Posts Tagged ‘Dead bait’

Paradise Lost or How to Wreck a Fishery within Five Years

Friday, June 28th, 2019

I first cast a line on the Beara peninsula in May 2005, close to the Dursey cable car, a 32 gram silver Kilty catcher and at a count of forty seconds, yes Dursey sound is that deep, I hit mackerel. Since then I have traveled down annually, sometimes bi-annually, on one fateful trip meeting and chatting with Roger Ball on the rocks at Garnish. Born out of that conversation developed a friendship centered around sea fishing, soccer and a love of the bountiful marine paradise which the rich coastal waters off Beara are, or should I say were, because they are under attack, from within.

Roger and his longtime friend Dave Hoskins have been traveling across from the United Kingdom and down to Beara for years, Roger came first in 1997. Both Cornishmen, they talk about how good the fishing was in the 1970′s around Plymouth where they grew up and how it was destroyed by over fishing. When Roger by accident found the Beara in 1997 while driving around Ireland he thought that he had landed in heaven, for there before his eyes were vast shoals of open sea mullet, his favourite fish to catch. From then on he returned most every year to walk the dogs along coastal paths with his wife and to fish.

Between Roger, Dave and I we have 22 years of knowledge built up about the shore fishing from Dunboy in Castletownberehaven around to Urhan close to Eyeries. In that time shore fishing mainly from rock platforms we have caught 19 species of fish ranging from bass to wrasse. What amazed us about the fishing was how many of the resident species such as conger, wrasse, pollack, bull huss, mullet, plaice and dab grew to their full potential size and also the numbers of fish available which in this day and age of over fishing at sea was staggering.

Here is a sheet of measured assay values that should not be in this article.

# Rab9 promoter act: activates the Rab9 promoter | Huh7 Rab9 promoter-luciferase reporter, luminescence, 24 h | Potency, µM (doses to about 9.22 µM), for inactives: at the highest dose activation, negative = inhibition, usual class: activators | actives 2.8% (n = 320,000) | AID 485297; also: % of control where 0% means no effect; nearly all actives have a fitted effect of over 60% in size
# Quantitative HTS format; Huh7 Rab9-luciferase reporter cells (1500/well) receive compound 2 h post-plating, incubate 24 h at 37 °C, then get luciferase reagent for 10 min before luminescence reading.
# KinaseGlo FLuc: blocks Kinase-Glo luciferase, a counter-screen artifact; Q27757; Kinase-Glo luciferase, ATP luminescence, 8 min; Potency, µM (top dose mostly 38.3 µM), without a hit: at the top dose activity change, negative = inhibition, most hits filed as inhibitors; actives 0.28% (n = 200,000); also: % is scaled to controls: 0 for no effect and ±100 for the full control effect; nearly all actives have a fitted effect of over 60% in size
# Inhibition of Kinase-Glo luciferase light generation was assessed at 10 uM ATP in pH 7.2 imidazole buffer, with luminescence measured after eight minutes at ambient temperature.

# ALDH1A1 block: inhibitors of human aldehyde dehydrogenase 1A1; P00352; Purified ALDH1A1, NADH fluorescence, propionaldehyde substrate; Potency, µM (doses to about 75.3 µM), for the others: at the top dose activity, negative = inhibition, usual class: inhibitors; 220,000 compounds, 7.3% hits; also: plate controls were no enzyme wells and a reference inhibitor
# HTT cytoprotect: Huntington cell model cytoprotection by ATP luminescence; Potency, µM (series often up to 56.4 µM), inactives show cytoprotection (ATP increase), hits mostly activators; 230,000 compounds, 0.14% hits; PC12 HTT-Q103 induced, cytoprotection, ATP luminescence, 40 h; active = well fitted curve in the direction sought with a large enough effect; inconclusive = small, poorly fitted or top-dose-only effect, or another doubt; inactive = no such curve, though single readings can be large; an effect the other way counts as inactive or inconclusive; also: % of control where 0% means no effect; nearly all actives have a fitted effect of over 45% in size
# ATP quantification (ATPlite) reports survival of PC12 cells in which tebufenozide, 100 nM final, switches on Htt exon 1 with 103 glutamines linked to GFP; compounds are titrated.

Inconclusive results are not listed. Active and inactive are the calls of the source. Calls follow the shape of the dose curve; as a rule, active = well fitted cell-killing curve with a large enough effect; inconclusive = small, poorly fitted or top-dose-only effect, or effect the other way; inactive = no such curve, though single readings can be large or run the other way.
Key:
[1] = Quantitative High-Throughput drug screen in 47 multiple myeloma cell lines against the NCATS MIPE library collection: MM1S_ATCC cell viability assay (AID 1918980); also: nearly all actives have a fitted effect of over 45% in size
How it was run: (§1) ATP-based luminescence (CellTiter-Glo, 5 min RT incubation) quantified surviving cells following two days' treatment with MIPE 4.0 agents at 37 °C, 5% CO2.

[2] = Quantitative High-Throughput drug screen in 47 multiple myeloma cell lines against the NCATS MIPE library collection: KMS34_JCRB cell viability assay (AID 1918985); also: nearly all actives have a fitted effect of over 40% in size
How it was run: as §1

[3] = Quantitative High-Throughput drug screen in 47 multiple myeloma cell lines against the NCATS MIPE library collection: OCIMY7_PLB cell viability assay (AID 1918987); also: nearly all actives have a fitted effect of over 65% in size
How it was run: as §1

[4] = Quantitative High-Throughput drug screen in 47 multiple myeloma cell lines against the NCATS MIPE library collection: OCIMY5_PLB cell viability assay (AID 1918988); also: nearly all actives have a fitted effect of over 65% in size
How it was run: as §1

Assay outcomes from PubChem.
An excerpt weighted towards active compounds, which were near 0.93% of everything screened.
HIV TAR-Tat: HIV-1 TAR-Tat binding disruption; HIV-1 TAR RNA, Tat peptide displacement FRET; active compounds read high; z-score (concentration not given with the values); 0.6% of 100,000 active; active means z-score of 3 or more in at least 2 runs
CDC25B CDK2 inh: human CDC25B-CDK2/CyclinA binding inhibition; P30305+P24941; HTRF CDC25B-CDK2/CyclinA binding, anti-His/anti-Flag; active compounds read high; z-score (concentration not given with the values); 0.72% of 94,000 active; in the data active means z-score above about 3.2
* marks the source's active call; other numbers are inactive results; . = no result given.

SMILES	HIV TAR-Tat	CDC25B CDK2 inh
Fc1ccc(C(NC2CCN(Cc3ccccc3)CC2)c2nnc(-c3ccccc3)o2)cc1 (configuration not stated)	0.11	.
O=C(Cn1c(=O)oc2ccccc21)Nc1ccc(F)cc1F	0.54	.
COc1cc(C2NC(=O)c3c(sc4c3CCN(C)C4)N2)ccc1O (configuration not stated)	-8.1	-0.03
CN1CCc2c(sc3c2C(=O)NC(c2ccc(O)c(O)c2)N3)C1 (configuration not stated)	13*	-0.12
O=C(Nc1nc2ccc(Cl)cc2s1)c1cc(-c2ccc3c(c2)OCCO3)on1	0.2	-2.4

Well it was too good to last, year on year when we returned the fishing was as good if not better than the time before. Yes one could add that our improved catches were predicated on a build up of acquired knowledge, however the quality of fish and fishing never changed, for seventeen years it remained constant. Then in 2014 we noticed a change, the mullet were not as plentiful and the average size of pollack and wrasse on the marks that we fished began to shrink noticeably. Then, the clean ground marks which were paved with large dab up to specimen size began to produce less fish. Could all this be our collective imaginations running wild, were we losing our touch or getting paranoid. No, a trip planned for June 2019 unfortunately revealed everything that we had suspected.